[Philip V. Allingham, Contributing Editor of the Victorian Web, scanned, edited, and converted to html the following biographical sketch of Dickens, which appeared on p. 740 of Harper's Weekly for 24 November 1860.]

Harper's portrait of Dickens

We accompany the first part of Mr. Dickens's new novel, "GREAT EXPECTATIONS," with a Portrait of the author, taken from a very recent photograph. Those who remember him during his visit to this country will notice the change which has taken place since then in his outward man.

Mr. Dickens was born at Portsmouth, England, on 7th February, 1812. His father was for many years a Paymaster in the British Navy; on his retirement he became a reporter on the London press, and it was through him that Mr. Dickens first connected himself with journalism. His father's idea was that he should be an attorney; but a few months' work in a London office satisfied any longings he may have had for distinction in that profession. Abandoning the law, he became a reporter on the Sun, and afterward on the Morning Chronicle; studied short-hand assiduously, and for some years had had his seat in the Reporters' Gallery in the House of Commons.

It was during his arduous apprenticeship to the work a Parliamentary reporter that he wrote his first sketch of life, under the pseudonym of Boz. It pleased, and was followed by others, which attracted so much attention by their keen humor, that their author was offered a handsome sum by Mr. Hall, of Chapman & Hall, to write them a second series of sketches, to be published with illustrations, in monthly parts. This was the origin of the famous "Pickwick Papers," the first number of which was published in 1835. Their success was almost unprecedented. When the first number appeared, Mr. Dickens was unknown; when the work was completed he was the most popular writer in England; and Pickwick, Bardell, and the Wellers were familiar to every body. No writer of modern times has jumped so suddenly to fame as Mr. Dickens.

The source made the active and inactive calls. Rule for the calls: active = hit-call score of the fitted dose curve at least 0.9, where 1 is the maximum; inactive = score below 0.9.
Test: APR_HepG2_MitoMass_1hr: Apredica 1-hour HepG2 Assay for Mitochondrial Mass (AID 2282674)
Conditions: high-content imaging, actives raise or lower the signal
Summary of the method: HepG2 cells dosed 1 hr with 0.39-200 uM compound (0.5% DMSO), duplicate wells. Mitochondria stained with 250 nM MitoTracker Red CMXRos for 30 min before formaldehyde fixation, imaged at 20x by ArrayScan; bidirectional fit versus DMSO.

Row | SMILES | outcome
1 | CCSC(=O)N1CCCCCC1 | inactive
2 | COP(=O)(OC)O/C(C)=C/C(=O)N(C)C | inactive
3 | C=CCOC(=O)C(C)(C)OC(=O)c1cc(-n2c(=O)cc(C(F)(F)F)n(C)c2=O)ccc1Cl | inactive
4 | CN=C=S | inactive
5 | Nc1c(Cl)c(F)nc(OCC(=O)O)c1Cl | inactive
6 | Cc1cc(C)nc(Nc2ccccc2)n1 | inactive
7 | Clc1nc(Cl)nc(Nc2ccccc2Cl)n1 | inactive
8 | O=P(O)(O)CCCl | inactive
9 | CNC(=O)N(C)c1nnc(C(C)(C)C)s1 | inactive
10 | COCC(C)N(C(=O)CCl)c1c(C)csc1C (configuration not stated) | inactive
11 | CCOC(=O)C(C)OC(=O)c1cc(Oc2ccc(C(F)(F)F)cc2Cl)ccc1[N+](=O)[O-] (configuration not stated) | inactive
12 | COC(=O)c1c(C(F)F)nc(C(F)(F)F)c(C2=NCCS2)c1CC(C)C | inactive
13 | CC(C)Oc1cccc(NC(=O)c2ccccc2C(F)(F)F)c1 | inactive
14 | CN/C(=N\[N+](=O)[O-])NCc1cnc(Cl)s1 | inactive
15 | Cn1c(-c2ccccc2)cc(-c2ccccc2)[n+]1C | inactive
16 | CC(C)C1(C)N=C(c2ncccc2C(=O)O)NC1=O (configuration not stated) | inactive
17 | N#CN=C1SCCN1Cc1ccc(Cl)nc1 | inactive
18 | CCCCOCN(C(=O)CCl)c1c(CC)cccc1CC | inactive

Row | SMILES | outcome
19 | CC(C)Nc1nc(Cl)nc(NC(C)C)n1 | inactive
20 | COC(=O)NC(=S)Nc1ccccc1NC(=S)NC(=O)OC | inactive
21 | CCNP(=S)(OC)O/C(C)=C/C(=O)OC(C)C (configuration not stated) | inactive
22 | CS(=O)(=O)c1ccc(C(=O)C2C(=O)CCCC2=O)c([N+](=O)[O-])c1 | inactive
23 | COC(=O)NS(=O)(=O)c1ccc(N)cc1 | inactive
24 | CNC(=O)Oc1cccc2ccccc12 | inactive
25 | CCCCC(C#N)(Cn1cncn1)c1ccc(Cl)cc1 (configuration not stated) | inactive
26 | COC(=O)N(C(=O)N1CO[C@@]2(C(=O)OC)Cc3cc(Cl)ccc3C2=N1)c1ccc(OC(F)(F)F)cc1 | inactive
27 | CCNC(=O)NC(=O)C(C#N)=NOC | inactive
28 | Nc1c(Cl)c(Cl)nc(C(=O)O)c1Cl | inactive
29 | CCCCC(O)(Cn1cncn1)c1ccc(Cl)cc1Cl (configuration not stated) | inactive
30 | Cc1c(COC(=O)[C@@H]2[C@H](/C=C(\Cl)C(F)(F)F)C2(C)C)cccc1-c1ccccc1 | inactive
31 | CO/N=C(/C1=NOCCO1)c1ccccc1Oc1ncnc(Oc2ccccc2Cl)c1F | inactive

In 1837 "Oliver Twist" followed, and was equally welcomed on both sides [of] the Atlantic; and in 1839 "Nicholas Nickleby" fully maintained the reputation of its author. "Master Humphrey's Clock," which followed in 1840 and 1841, was not, perhaps, as widely popular, though many consider little Nell the most graceful and perfect of Mr. Dickens's creations.

In 1842 Mr. Dickens visited this country, and was received with an enthusiasm which the appearance of "American Notes" had a tendency to dampen. On his return home he produced the first and sweetest of his Christmas stories--"A Christmas Carol," and "Martin Chuzzlewit" --a work of infinite power, and full of his peculiar humor, but marred by the faults which were so conspicuous in his previous work on America.

In 1846, Mr. Dickens appeared before the public as the editor of a daily newspaper--the Daily News--which was intended to inaugurate a new era in London journalism. He had previously filled, for a few months, the office of editor of Bentley's Miscellany; but this was his first experiment in political journalism. It is no discredit to him that it was not a success. His peculiar powers are very different from, perhaps superior to, those required of the editor of a daily paper. After a few months of severe labor he resigned his post, and re-instated himself in public favor by the publication of those most charming of tales, "Dombey & Son" and "David Copperfield."